Tuesday, March 20, 2012

Bleg: Good writing about the relationship between reason and Catholic faith

A good friend asks:
For years now I've been waiting for someone to preach to Catholics that philosophy reinforces rather than challenges our faith. I picture it like what Scott Hahn did for Catholics and popularizing the Bible (embrace it, don't fear it).

I have not devoted the time to read up on the topic to see what is already out there but I imagine it would use JPII's Fides et Ratio and personalism as a jumping off point (basically Thomast). Kind of allowing church-going Catholics to more firmly occupy the shifting ground between fundamentalism and materialism, without criticizing either or apologizing but rather celebrating the richness of our own faith.

Do you know anyone out there who is writing like that now?
I don't, though I am now going to print out Fides et Ratio which I may have read before but can't remember. Just reading the first few paragraphs was pretty exciting. (No, I'm not kidding. That's how I roll.)

Any suggestions for my friend?


  1. For a popular-level look at the marriage between faith and reason, anything by Dr. Peter Kreeft is golden. His "Summa of the Summa", "Philosophy 101", and "Socrates Meets..." series may be particularly helpful.

  2. I can't recommend highly enough the Magis Center for Reason & Faith by Fr. Robert J. Spitzer, S.J., Ph.D. MCRF is the Internet's best resource for intellectual exploration of faith, reason, physics, and philosophy. Fr. Spitzer is the author of "New Proofs for the Existence of God: Contributions of Contemporary Physics and Philosophy"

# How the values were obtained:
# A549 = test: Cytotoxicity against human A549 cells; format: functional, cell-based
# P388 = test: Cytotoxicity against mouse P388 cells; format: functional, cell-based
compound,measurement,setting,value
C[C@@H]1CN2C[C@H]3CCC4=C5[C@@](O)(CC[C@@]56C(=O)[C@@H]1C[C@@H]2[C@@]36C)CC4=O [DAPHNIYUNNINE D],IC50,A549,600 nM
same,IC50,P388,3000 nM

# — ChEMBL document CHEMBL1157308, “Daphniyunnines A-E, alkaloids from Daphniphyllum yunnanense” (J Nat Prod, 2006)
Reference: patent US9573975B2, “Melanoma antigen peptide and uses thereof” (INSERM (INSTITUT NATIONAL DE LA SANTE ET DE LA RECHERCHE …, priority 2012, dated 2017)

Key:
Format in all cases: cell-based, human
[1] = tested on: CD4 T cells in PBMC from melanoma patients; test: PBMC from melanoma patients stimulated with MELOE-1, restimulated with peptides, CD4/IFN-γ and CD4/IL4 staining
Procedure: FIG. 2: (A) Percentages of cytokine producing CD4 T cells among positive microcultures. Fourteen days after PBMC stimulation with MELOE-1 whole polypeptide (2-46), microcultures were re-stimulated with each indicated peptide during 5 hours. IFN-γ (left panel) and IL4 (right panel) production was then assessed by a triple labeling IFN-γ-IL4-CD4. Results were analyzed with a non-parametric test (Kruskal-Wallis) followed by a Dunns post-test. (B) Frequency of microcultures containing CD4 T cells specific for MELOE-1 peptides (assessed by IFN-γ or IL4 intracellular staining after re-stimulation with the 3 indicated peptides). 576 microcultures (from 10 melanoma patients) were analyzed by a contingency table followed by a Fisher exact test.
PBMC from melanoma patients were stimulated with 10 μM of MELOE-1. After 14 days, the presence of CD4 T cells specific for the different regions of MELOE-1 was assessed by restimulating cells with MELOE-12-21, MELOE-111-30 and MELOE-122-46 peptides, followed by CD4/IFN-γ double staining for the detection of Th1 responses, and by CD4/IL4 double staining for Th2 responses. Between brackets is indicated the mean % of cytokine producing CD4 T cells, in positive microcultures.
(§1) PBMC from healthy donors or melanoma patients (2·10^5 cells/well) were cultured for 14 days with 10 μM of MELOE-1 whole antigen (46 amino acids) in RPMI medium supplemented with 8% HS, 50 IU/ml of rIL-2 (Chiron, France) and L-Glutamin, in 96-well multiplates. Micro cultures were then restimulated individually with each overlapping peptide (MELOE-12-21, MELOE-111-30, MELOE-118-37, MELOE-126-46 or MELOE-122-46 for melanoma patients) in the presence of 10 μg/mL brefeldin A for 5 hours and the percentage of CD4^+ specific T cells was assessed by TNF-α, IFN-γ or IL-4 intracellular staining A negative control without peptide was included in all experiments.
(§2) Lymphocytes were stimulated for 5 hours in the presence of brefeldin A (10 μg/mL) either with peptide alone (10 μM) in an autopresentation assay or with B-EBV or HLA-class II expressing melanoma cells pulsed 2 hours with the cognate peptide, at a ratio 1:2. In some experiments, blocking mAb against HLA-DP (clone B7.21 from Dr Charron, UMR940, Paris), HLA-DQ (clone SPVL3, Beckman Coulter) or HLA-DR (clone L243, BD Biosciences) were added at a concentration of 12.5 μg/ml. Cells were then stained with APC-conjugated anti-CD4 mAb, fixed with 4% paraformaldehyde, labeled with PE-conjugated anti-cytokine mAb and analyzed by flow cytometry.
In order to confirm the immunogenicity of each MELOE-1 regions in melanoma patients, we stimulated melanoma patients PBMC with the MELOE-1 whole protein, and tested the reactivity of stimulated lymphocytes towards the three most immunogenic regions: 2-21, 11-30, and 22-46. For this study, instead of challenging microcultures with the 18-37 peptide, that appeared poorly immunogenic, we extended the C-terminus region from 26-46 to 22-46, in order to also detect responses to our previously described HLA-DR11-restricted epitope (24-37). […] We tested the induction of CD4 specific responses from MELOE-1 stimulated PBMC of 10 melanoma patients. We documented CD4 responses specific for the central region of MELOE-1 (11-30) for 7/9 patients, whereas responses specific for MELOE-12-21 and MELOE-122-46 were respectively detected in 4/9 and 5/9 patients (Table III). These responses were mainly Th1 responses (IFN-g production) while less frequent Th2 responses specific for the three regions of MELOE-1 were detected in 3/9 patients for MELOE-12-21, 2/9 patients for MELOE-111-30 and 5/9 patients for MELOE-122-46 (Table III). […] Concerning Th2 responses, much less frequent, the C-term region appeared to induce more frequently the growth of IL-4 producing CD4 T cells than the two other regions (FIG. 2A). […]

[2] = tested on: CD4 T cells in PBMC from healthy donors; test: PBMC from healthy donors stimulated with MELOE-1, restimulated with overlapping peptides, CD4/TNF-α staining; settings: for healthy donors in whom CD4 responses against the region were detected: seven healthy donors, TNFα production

3. Also, Fr. Spitzer's latest book (Ten Universal Principles: A Brief Philosophy of the Life Issues) looks like a good resource. The title might be a little misleading, sounds like it's about pro-life issues, but the description makes it look more general (philosophy of life).

    Another "key word" to use in searching for the harmony of faith and philosophy is "natural law." It is the philosophical tradition that looks at truths known through reason alone that are equivalent to or support revealed truths in the Catholic faith. I haven't read any stuff lately, but someone like Russell Hittinger's The First Grace or Charles Rice's 50 Questions about Natural Law are good resources. I haven't read those specific books but I have read other stuff from these guys and they are solid.

    Peter Kreeft has written some stuff from this point of view as well, but Brandon Vogt already made excellent recommendations.

  4. I recently read Fides et Ratio and it was a good read. If you want the ebook version let me know.

  5. Michael Flynn does a good job of merging reason, philosophy, and Catholicism in his blog posts. In the serious philosophy realm, look up Brandon Watson's "Siris" blog, Ed Feser's blog, and James Chastek's "Just Thomism" blog.

  6. Thank you for the offer, Jeff! Tom has been using my Kindle lately so I went ahead and printed it out (real paper - gasp!). But I did think of the yeoman work you've been doing in the ebook area on these sorts of documents ... and another time I will be knocking at your door for one. :-)

  7. I'd also recommend J. Budziszewski, a professor of government at UT Austin. (My sister is a friend of his daughter.) I read his What We Can't Not Know a few years ago and it's a great read. He's also got a couple of books aimed at college students, written in the form of dialogues, which address a variety of common questions but very much in the line of looking at the reasonableness of faith.

    From his Amazon bio:
    "He specializes in ethics, political philosophy and the interaction of these two fields with religion and theology. Budziszewski has written widely, in both scholarly and popular venues, about a variety of moral and political issues including abortion, marriage, sexuality, capital punishment, and the role of judges in a constitutional republic. His principal area of publication is the theory of natural law. He has been a leading advocate for natural law theory over the past twenty years. In this context, he has given particular attention to the problem of moral self deception: What happens when human beings tell themselves that they don't know what they really do. Among his research interests are also virtue ethics and the problem of tolerance."